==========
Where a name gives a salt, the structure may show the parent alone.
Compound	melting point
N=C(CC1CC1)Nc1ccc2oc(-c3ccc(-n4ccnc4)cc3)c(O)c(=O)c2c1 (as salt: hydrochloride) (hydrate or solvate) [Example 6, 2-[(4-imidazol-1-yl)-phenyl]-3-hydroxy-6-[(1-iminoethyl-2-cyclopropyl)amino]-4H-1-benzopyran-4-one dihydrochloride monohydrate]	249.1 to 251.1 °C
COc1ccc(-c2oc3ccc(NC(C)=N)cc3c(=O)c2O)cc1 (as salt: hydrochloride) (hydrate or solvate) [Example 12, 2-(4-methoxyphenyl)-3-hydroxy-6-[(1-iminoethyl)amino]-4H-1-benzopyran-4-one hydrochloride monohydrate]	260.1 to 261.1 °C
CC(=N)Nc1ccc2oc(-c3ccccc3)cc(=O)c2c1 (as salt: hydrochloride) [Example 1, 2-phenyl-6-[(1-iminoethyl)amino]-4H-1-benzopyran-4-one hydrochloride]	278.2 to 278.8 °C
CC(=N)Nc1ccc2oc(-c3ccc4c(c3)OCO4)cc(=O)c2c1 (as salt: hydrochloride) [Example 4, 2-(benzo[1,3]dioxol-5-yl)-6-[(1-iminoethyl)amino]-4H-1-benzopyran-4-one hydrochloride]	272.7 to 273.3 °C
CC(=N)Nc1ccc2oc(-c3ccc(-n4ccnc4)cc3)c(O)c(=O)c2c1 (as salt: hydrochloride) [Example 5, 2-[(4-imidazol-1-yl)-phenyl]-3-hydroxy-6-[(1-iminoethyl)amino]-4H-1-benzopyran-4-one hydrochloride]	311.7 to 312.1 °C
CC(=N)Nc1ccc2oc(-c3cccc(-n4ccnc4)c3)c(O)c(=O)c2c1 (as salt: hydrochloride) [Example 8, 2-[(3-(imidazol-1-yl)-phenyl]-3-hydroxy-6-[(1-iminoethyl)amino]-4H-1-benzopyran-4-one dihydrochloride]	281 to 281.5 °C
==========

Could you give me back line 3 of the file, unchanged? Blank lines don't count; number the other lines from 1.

N=C(CC1CC1)Nc1ccc2oc(-c3ccc(-n4ccnc4)cc3)c(O)c(=O)c2c1 (as salt: hydrochloride) (hydrate or solvate) [Example 6, 2-[(4-imidazol-1-yl)-phenyl]-3-hydroxy-6-[(1-iminoethyl-2-cyclopropyl)amino]-4H-1-benzopyran-4-one dihydrochloride monohydrate]	249.1 to 251.1 °C